My husband is also deteriorating as far as the walking goes, his legs go rigid at times, but I do agree with what everyone else has said about keeping him moving while he can still do it! Both my sons Take their Dad out for a walk when they visit us, just up the road and back, but it does really help and Keith looks forward to it! I daren't do it on my own outdoors but I do walk him up and down the hallway just to keep some form of movement going. I am dreading the day that he can no longer do it and wonder how on earth we'll both cope with that!

    So it's one day at a time for us I'm afraid, trying not to dwell on what the future may hold and getting on the best we can with each challenge as it happens (some days better than others!)

    Good luck and please know we all understand what you are going through, it's so so hard!

    Love and hugs....Pat xx

  • Think of it this way; Your dad is driving down the same old street to get where he wants to go. However , it is cloudy and there has been a mud slide . That familiar st street is now clogged If he tries to go faster, the car will end up in the ditch. Because he cannot see and he cannot move easily, he is not able to respond quickly. Patience is crucial. his new mode of transportation is the wheelchair. and that is ok

    He will never walk the same and, as this is a progressive disease/disorder it will get to a point where he is no longer walking, at all! In all of this, he is still husband dad friend.

    Please tell mom this is not dad, its PSP . we cannot fix our loved ones, but we can reclaim our lives and create a new normal. Tell mama to relax, find the joy in the day and if she wants dad to exercise, let him do things sitting down! I danced with my husband at our son's wedding....in a wheel chair....Good luck and God's speed


  • My husband can only walk a few steps now, from bed to bathroom and back, and that with me almost doing the walking for him! But he goes to hydrotherapy twice a week where he has to walk forwards, backwards and sideways in the (heated) pool. He loves going, and it's a good way for him to keep mobile in a safe way.

  • Hi, my husband can barely walk now, except with his walker, with me beside him. But put him in an exercise mode, I.e. At his gym class, then he can walk unaided, up and down, doing a sit to stand exercise, climb steps, non stop for two minutes, but at the end, he still can't walk to the next exercise!!! If he is struggling to walk , I now say, think you are at the gym, that sometimes works! This PSP does extremely funny things to the brain, that none of us understand. I just wish, I could get the researchers to come and watch him for a day, they might find it interesting!!! ( or is that going to far????)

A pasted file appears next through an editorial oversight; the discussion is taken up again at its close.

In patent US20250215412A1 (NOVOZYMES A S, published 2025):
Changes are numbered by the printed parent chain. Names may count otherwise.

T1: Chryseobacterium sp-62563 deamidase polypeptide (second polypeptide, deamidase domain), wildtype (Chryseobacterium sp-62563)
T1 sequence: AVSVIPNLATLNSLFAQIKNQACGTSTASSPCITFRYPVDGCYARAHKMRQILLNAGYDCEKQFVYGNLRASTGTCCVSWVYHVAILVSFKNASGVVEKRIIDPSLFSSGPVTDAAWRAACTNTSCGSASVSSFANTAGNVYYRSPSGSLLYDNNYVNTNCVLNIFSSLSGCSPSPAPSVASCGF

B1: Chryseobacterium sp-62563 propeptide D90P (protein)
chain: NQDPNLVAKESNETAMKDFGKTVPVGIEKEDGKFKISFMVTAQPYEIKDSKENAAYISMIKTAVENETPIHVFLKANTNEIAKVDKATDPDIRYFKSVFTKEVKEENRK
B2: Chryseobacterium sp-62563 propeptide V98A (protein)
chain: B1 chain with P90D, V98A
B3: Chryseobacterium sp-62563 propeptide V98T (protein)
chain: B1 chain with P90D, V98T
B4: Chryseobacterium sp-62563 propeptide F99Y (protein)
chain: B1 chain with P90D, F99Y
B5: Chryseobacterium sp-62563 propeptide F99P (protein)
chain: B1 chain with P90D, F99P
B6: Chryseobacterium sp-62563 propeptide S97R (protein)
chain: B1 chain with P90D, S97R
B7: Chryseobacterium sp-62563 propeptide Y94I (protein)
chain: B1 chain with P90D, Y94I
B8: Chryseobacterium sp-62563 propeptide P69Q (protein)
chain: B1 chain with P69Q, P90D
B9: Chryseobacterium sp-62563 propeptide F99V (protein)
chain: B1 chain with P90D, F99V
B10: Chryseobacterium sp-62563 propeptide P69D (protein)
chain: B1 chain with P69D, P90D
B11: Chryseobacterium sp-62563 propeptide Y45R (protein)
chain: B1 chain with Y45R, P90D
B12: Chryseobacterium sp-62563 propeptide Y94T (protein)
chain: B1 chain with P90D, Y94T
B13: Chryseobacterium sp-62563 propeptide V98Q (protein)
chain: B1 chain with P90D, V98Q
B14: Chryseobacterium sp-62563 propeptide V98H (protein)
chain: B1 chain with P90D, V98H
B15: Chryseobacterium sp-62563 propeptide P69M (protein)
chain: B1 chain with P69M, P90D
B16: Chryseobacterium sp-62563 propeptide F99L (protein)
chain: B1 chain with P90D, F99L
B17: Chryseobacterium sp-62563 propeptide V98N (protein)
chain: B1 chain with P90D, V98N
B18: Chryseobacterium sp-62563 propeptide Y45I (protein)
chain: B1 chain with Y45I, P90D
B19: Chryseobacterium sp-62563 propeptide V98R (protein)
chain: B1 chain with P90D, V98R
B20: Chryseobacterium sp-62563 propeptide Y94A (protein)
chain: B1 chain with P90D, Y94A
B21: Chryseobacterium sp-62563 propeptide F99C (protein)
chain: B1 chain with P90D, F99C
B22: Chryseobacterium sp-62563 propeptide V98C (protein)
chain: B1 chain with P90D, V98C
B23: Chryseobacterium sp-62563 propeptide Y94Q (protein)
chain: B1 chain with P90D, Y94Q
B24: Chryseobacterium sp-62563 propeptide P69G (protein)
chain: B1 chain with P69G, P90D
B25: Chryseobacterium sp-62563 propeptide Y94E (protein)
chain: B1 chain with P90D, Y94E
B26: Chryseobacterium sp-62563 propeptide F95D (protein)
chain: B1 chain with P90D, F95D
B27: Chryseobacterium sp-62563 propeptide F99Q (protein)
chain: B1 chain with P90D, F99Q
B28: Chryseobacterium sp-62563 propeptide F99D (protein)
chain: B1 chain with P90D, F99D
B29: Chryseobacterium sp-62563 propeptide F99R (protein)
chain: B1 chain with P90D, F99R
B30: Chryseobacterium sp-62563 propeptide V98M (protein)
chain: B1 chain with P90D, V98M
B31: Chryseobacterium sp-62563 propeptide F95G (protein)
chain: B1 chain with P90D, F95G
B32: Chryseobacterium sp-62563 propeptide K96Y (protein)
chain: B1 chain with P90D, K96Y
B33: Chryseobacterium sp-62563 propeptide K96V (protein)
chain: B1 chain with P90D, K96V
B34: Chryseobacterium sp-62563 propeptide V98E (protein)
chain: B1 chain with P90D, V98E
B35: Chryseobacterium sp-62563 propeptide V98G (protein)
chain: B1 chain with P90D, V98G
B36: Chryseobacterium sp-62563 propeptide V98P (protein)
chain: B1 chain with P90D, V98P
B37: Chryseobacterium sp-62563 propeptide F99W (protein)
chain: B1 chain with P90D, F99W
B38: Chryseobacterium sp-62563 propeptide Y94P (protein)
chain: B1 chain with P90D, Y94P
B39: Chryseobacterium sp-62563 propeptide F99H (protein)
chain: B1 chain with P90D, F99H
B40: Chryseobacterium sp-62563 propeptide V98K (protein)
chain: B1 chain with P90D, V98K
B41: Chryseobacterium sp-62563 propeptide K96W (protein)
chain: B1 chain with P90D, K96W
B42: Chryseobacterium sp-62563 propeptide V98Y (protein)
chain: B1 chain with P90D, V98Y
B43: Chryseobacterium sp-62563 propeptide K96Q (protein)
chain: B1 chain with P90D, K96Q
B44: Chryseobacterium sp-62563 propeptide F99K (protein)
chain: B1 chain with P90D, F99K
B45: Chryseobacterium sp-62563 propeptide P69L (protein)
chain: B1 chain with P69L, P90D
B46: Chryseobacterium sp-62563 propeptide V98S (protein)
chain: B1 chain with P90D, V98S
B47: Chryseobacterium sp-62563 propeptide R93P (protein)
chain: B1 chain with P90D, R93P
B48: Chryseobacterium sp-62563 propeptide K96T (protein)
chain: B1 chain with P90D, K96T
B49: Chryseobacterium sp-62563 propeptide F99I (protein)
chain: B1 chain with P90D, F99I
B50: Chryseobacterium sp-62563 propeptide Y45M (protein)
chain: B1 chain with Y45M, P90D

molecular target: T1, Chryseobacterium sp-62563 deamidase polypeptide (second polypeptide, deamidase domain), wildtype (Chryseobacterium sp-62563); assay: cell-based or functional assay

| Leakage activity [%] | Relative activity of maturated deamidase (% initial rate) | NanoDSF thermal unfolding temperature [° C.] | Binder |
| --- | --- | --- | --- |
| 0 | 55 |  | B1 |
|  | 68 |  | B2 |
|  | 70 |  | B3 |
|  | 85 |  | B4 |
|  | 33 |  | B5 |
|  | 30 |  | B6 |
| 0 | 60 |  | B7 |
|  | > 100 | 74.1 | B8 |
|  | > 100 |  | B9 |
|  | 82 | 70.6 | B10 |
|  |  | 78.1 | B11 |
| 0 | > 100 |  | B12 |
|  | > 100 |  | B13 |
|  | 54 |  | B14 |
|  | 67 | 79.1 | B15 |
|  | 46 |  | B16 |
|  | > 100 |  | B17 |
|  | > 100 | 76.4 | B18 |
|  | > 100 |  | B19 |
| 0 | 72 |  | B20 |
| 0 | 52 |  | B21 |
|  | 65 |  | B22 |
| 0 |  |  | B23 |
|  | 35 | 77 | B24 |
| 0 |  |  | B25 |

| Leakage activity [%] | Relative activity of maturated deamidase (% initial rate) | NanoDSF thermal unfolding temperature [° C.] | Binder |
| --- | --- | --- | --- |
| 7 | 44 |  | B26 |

S goes to a class for Parkingsons, doing multi directional movements. I'm dreading this Christmas break, as I know he will go downhill, until they start up again.

    I agree with your Mum, that your father MUST keep moving, but in a safe environment, sitting exercises, Tai-chi from a chair, just kicking his legs up and down, while sitting. Anything to keep the blood circulating! But NOTHING is worth getting into a stressed state about! It's far better to have no exercise, than to cause extra unneeded pressure and stress.

    Lots of love


  • Thx u heady

    Jolly good advice as always


  • Hi agree with everyone try to keep him mobile as safely as you can, Physio gave up on M about 6 months ago telling me not to force her to walk as it was not safe for me. I make her walk on my hip arms round shoulders. She has rigid knees so it is a bit of a sailors gait but I can make her walk round the house and to the car. OK in morning but as day progresses her ability to swing alternate legs deteriorates and I have to use more force to move her or use the Stedy to transfer her. The physio's were right as my right shoulder and left hip are now causing problems but I believe M is in more need of exercise, as she would just sit otherwise, but I know it is fast approaching and I dread it.

    Best wishes Tim